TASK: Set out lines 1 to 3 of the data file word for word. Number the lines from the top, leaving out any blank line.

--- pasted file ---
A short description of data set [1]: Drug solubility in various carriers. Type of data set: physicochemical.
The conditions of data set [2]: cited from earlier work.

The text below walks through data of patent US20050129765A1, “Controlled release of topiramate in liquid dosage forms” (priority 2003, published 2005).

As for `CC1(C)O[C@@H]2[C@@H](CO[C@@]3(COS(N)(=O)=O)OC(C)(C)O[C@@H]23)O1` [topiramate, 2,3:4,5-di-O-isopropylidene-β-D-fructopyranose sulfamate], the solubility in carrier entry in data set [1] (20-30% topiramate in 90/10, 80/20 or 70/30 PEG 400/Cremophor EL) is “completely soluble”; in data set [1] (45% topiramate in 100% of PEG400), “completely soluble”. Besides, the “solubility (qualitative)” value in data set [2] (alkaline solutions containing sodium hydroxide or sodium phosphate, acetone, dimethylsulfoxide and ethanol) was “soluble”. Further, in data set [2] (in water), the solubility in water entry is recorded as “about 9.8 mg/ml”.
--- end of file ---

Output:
A short description of data set [1]: Drug solubility in various carriers. Type of data set: physicochemical.
The conditions of data set [2]: cited from earlier work.

The text below walks through data of patent US20050129765A1, “Controlled release of topiramate in liquid dosage forms” (priority 2003, published 2005).